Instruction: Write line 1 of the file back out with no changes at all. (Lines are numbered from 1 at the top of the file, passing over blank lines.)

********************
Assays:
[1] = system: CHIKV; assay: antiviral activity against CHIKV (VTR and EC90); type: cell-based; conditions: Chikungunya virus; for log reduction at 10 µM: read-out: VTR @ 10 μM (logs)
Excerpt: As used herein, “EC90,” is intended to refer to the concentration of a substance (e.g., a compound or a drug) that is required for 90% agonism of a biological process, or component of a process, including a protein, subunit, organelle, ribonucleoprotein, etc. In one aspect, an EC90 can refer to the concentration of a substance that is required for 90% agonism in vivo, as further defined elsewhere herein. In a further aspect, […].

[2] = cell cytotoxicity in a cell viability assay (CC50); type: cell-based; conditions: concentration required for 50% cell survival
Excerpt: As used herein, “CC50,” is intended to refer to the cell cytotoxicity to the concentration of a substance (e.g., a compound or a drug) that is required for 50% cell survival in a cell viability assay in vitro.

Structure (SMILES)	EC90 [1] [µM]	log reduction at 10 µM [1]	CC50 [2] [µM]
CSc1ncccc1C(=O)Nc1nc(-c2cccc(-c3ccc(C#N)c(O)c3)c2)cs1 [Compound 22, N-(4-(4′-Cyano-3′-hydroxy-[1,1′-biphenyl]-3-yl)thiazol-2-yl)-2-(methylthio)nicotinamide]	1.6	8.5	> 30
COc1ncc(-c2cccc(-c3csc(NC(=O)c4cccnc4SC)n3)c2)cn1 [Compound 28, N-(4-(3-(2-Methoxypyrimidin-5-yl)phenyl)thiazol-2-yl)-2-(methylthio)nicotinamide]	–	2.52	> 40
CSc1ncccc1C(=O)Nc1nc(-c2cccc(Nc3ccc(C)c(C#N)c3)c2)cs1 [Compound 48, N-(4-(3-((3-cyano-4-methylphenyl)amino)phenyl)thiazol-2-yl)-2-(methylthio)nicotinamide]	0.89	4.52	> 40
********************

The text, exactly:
Assays: